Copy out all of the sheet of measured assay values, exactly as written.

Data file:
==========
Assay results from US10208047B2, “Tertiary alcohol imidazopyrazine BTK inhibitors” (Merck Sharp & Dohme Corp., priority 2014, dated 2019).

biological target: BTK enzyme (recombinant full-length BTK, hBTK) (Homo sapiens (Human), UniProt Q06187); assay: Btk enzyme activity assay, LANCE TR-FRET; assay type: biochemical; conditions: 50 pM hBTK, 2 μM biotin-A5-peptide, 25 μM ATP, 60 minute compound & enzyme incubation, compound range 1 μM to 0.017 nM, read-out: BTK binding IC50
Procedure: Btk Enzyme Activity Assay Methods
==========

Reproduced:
Assay results from US10208047B2, “Tertiary alcohol imidazopyrazine BTK inhibitors” (Merck Sharp & Dohme Corp., priority 2014, dated 2019).

biological target: BTK enzyme (recombinant full-length BTK, hBTK) (Homo sapiens (Human), UniProt Q06187); assay: Btk enzyme activity assay, LANCE TR-FRET; assay type: biochemical; conditions: 50 pM hBTK, 2 μM biotin-A5-peptide, 25 μM ATP, 60 minute compound & enzyme incubation, compound range 1 μM to 0.017 nM, read-out: BTK binding IC50
Procedure: Btk Enzyme Activity Assay Methods